Obama administration looks for new ways to help Fannie and Freddie borrowers

In the wake of the Federal Housing Finance Administration’s firm stance that it will not allow principal reductions for Fannie Mae and Freddie Mac borrowers, the Obama administration is now looking for new ways to encourage the use of unspent federal housing funds to ease borrowers’ financial pains, Bloomberg News reported.

Some states are using money from the Hardest Hit Fund, a $7.6 billion national aid program which has so far only spent $351 million of its funds, Bloomberg News said, to give debt relief to Fannie and Freddie borrowers. The difference with the money provided by Hardest Hit is that it is provided at no cost to the government sponsored entities, according to Bloomberg.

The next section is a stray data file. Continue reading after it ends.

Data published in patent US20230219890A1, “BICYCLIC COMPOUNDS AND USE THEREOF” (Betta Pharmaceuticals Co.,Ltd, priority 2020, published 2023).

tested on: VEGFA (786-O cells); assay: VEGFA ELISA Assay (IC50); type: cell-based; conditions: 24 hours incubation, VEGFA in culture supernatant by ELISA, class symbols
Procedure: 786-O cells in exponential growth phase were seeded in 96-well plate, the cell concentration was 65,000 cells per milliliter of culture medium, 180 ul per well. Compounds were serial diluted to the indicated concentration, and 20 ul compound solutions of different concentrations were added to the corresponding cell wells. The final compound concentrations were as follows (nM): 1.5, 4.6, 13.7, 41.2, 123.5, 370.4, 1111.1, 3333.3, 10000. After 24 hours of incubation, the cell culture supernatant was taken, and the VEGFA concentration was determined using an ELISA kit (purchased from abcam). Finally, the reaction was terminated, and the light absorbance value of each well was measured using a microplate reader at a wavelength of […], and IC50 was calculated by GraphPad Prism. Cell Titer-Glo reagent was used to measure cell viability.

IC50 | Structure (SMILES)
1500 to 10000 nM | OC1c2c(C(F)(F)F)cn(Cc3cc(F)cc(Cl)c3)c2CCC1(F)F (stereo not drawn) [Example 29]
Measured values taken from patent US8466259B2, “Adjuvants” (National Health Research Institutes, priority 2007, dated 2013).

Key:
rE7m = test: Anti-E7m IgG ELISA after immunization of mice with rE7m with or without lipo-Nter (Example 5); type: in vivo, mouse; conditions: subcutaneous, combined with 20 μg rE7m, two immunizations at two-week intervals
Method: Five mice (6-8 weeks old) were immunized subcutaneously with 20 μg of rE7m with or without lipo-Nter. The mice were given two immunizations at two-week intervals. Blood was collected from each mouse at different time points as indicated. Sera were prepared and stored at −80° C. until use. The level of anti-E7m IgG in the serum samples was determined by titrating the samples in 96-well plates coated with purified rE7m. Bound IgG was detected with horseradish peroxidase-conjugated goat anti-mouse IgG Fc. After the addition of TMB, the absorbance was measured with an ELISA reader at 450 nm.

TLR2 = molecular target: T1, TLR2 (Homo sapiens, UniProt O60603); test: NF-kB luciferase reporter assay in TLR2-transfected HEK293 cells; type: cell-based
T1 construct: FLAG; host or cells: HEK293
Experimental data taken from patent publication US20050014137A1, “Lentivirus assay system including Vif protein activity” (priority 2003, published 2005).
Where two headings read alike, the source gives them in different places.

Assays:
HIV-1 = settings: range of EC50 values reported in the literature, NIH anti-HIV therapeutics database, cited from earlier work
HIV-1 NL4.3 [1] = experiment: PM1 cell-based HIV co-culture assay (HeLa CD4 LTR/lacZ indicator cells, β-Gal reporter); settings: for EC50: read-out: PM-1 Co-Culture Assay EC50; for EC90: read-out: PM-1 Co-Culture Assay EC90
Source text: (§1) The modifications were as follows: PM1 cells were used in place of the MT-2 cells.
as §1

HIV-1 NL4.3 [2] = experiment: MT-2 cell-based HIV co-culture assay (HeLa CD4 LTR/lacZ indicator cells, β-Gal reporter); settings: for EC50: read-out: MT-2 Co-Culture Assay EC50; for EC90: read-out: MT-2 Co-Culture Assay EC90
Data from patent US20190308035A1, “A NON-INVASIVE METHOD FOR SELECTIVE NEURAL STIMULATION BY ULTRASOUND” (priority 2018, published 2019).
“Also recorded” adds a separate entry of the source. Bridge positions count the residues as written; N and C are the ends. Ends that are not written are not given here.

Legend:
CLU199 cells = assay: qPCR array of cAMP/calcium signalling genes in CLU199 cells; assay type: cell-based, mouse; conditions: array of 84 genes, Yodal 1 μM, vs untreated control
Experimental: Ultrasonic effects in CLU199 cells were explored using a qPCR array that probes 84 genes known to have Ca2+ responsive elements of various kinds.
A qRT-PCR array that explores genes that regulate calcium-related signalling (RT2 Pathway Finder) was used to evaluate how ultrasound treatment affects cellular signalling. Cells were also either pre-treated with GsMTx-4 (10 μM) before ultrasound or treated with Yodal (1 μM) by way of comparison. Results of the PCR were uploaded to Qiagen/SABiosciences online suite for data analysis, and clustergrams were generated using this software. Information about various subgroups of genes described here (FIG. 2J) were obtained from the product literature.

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The FHFA, which had barred principal reductions at the behest of controversial acting head Edward DeMarco, has approved the plan to use Hardest Hit funds.

“Treasury has money that is meant to help homeowners, and the money has not gotten out the door,” Julia Gordon, director of housing finance and policy at the Center for American Progress, said in a recent report cited by Bloomberg. “DeMarco has not seen fit to agree to do it one way, but that money should be spent to help homeowners, and if it means offering the money in a different amount or a different format, that should be done.” [Bloomberg News]